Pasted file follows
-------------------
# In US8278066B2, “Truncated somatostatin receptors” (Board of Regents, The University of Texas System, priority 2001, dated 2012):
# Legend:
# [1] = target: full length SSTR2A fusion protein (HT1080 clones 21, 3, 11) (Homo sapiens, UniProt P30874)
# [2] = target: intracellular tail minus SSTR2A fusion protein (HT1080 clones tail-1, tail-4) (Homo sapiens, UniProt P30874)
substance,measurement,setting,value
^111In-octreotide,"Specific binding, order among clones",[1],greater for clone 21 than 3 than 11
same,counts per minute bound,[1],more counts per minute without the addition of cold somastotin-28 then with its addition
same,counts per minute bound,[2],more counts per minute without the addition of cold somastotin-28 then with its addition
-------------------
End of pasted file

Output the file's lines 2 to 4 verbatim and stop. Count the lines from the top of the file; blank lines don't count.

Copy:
# Legend:
# [1] = target: full length SSTR2A fusion protein (HT1080 clones 21, 3, 11) (Homo sapiens, UniProt P30874)
# [2] = target: intracellular tail minus SSTR2A fusion protein (HT1080 clones tail-1, tail-4) (Homo sapiens, UniProt P30874)